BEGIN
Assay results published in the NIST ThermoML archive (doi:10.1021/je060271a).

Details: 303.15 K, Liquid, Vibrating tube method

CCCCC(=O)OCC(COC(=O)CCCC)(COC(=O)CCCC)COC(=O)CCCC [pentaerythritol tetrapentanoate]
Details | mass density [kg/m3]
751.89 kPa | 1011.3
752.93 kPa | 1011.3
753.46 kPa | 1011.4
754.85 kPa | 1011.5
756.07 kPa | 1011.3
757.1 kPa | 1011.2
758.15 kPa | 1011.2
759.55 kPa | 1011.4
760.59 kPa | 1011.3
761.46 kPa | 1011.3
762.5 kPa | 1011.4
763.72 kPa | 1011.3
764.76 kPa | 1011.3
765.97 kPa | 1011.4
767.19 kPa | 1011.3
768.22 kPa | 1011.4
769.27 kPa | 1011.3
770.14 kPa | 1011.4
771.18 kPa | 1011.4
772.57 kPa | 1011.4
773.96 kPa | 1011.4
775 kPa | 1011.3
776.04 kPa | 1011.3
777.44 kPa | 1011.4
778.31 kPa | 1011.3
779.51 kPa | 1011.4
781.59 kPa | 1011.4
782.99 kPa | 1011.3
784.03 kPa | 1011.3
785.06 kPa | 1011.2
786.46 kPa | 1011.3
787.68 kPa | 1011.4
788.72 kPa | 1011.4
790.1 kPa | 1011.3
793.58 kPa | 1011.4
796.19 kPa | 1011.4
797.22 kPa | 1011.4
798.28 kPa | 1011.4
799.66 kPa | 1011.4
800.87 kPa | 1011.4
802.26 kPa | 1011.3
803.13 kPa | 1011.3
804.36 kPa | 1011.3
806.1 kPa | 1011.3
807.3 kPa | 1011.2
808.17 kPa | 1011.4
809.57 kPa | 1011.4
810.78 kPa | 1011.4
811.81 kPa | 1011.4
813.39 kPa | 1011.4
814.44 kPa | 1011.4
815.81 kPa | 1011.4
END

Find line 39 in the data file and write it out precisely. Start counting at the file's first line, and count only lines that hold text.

793.58 kPa | 1011.4